Rel 395: Sacred Road-Tripping: Pilgrimage from Mecca to Memphis
Meets Tuesdays and Thursdays 3-4:15 p.m.
As a practice, pilgrimage stands at many intersections, crisscrossing the complex topographies of a multi-religious world. It ties together sacred place, sacred time, and myths and legends of heroes, saints, and gods. As one traverses a landscape, one may try to connect to the past, while providing another link for future travelers. A pilgrimage may be a religious requirement or an individual quest. It blurs the line between a religious journey and tourism. Its destination may be a physical place, but also may be within oneself. In this class we will explore this multi-faceted phenomenon from antiquity to modernity and across several religious traditions.
Rel 366: Sex, Gender, and the Bible
Meets Thursdays 6-8:30 p.m.
This course will critically examine images of women, gender, and sexuality in biblical sources, including the Hebrew Bible (Old Testament), the Apocrypha, and the New Testament, which biblical readers throughout the centuries have reinterpreted to changing circumstances to reconstruct “normative” views and values of gender, sex, and the body for each new generation. Our investigations will make these values explicit, and will help us explore what different groups of people think ought to be the case. In order to do this, we will expose the value issues to alternative theories and systematic analysis. In this course, the normative values that we are interested in are attitudes toward sexuality and the body prevalent in Christian societies. Historical Biblical Criticism, Feminist Biblical Criticism, and Queer Theory will be some of the perspectives used to explore these values, exposing for us the values and opening up for us alternative worldviews.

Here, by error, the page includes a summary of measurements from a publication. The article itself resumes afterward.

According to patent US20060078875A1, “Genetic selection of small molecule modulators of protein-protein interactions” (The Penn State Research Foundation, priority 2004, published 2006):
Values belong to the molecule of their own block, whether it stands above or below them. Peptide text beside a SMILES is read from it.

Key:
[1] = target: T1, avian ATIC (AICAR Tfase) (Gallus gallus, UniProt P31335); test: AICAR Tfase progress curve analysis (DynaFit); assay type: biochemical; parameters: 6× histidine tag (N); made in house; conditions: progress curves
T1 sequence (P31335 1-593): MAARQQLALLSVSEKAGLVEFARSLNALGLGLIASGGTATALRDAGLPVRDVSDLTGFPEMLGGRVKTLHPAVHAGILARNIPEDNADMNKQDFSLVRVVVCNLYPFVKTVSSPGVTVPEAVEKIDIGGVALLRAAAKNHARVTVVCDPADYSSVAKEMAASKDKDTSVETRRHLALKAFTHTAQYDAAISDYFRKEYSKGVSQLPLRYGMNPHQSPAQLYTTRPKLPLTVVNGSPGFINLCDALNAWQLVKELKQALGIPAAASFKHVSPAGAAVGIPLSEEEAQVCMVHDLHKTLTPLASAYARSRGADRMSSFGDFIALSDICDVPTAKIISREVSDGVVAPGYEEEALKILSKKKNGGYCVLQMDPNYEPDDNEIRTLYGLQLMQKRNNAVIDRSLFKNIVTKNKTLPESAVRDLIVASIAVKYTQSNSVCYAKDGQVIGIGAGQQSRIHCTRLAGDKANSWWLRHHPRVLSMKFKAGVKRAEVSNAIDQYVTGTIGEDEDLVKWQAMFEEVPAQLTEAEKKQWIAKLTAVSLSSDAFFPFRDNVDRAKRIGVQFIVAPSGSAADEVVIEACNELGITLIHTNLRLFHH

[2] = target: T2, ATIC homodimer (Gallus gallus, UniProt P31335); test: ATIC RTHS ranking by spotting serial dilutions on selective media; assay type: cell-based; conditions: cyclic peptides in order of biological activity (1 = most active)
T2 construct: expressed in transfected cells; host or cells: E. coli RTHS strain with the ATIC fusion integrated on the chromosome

I also have an Introduction to New Testament course that will meet Tuesday nights 6-8:30: here is a short description for it as well:
The Bible has been one of the most influential collections of literature on religion, other literature, politics, society, and culture. Jesus and Paul are immediately recognizable figures, popularly invoked in daily life and even public policy. From the Gospels to Revelation, the books of the New Testament saturate our culture from popular films and novels to shaping people’s behavior and national politics. Despite the New Testament’s seeming familiarity in religious institutions and public life, however, it can be very strange and disorienting. In this class we will recover the strangeness of the New Testament in order to read it anew in their ancient Greek, Roman, and Near Eastern contexts. To do this we will critically examine their transmission, development, historical contexts, and literary aspects.